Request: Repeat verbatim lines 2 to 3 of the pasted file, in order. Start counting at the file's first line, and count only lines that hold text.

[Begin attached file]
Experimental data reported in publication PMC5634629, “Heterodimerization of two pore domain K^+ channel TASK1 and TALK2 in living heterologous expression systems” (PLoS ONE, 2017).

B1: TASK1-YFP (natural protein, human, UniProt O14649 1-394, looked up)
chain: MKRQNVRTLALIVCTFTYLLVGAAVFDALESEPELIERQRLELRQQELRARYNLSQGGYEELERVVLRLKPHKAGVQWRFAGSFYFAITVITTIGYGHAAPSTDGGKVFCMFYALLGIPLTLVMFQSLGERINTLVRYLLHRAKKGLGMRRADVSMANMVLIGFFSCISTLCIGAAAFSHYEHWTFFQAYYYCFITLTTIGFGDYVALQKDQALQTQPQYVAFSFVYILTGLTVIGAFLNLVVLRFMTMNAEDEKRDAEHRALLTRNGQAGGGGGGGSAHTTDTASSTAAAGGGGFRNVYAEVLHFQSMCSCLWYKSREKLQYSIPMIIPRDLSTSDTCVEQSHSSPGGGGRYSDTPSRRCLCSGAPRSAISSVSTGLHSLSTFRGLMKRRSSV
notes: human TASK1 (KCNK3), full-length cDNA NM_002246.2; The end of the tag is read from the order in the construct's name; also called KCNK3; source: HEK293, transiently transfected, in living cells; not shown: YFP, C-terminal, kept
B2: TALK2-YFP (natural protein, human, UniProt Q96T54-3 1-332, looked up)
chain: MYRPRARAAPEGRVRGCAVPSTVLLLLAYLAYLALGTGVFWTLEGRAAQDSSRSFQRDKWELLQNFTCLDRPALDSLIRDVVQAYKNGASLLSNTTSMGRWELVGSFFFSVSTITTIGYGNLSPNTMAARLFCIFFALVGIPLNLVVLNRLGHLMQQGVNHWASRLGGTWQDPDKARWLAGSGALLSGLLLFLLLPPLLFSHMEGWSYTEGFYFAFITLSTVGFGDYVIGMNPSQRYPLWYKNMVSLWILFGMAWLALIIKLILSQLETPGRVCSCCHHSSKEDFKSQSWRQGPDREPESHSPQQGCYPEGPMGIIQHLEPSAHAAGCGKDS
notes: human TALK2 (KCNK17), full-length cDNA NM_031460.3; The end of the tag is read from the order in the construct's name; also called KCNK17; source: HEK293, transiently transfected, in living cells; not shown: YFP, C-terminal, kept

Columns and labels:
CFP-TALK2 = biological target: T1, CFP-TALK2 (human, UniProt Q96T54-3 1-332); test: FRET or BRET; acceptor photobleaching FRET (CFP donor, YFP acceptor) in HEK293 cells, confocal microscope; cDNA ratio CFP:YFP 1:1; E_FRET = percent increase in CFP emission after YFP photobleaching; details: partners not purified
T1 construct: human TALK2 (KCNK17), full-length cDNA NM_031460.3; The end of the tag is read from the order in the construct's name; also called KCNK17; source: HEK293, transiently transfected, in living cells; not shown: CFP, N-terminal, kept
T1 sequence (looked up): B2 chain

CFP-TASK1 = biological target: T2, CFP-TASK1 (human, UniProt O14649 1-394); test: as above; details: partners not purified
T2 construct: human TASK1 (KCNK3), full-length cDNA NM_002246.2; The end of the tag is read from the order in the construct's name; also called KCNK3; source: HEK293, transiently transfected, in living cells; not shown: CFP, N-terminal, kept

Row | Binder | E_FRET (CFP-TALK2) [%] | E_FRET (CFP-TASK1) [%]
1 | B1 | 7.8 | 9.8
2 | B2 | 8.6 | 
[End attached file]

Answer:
B1: TASK1-YFP (natural protein, human, UniProt O14649 1-394, looked up)
chain: MKRQNVRTLALIVCTFTYLLVGAAVFDALESEPELIERQRLELRQQELRARYNLSQGGYEELERVVLRLKPHKAGVQWRFAGSFYFAITVITTIGYGHAAPSTDGGKVFCMFYALLGIPLTLVMFQSLGERINTLVRYLLHRAKKGLGMRRADVSMANMVLIGFFSCISTLCIGAAAFSHYEHWTFFQAYYYCFITLTTIGFGDYVALQKDQALQTQPQYVAFSFVYILTGLTVIGAFLNLVVLRFMTMNAEDEKRDAEHRALLTRNGQAGGGGGGGSAHTTDTASSTAAAGGGGFRNVYAEVLHFQSMCSCLWYKSREKLQYSIPMIIPRDLSTSDTCVEQSHSSPGGGGRYSDTPSRRCLCSGAPRSAISSVSTGLHSLSTFRGLMKRRSSV